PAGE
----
anonymous said:

Don't believe in God, but believe he promised you some land... Wat...

I personally don’t believe in God, and his promise to the Israelites and their descendants has nothing to do with secular zionism. The Jews have an incredibly strong claim to the land because:

  1. The archaeological evidence. They built Jerusalem. They used to live there. History supports it.
  2. They have maintained a continuous presence in the area for 2,000 years. Though many Jews were part of the Diaspora, there were still some communities in the area, especially Jerusalem, where they were the majority.
  3. The British promised to give them a homeland. Since they had sovereignty over the land, they had the right to do that.
  4. The Jews legally captured territory during the 1947 Civil War in Palestine.
  5. They Jews successfully and decisively defended their communities and established the state of Israel in 1948 despite Arab invasion.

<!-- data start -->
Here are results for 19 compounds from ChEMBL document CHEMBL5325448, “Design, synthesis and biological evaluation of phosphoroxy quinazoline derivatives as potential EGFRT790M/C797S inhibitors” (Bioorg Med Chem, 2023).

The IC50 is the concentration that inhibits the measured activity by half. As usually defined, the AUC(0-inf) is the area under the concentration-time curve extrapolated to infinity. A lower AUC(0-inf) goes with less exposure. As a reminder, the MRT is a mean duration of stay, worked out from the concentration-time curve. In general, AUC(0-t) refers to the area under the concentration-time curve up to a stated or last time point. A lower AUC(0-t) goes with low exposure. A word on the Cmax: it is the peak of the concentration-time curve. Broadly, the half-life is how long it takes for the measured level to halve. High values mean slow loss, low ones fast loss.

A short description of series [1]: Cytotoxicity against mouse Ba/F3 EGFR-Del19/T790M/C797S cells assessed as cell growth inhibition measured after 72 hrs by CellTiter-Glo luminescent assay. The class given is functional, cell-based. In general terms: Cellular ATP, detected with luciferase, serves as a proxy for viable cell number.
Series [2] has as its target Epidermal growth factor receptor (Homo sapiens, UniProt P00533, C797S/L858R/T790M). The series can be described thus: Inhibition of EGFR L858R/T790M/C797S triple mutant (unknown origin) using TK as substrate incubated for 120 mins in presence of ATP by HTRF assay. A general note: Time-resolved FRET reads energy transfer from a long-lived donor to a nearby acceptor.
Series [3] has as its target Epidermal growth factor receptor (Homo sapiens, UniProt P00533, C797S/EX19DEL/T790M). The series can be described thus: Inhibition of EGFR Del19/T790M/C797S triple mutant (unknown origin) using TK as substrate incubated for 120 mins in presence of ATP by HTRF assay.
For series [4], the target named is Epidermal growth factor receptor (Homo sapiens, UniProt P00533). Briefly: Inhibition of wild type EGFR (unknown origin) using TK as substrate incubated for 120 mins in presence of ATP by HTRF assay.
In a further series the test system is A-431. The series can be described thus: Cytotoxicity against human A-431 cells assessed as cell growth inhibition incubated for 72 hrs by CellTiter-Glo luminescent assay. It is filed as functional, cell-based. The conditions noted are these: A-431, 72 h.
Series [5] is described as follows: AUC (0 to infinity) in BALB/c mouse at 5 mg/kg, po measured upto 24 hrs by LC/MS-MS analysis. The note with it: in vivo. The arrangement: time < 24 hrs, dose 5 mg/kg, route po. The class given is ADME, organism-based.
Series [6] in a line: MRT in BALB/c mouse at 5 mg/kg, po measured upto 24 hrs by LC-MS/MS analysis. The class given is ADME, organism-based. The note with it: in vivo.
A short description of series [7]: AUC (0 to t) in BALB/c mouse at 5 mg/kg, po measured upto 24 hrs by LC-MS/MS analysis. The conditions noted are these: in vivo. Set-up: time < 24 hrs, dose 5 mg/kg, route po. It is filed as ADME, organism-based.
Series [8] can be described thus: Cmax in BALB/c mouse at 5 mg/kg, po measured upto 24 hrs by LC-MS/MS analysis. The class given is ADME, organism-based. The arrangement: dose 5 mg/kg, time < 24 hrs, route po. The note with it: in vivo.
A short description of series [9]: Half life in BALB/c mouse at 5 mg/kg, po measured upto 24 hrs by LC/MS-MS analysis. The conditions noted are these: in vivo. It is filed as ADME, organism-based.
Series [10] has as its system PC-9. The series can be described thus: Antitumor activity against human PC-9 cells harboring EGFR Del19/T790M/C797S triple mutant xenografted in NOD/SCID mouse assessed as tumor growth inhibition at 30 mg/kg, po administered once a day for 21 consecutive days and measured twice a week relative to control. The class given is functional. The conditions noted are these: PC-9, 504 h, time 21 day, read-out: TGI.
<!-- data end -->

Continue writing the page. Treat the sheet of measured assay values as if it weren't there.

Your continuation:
6. Israel legally captured more territory during the Six Day War, including the West Bank and the Gaza strip.

All of those together give them the strongest and most legally sound claim to the land compared to anyone else. Some people believe in God and add in that seventh reason, but until I believe in God, I’ll omit that :)

Thanks for the message!

2

Assalamu Alaykum,

this msg is from sister to me to share with world :

Will he see his mother again ?

Yes if you will help..! Please don;t forget to reblog this post,i hope atleast this much you can do for him.may be your some friend can help…please re-blog…

her message :



//brother and sisters,

Im collecting fund for eye surgery of my sister son Bardar,he is victim of Israel bombing in recent Gaza war,family lost everything when Israeli tank bombed house,bardar lost his father also,last week 1 eye surgery was successful,2nd surgery end of this week.we still need 1650 usd is left for 2nd eye surgery.my campaign will end in 34 hrs.please help us…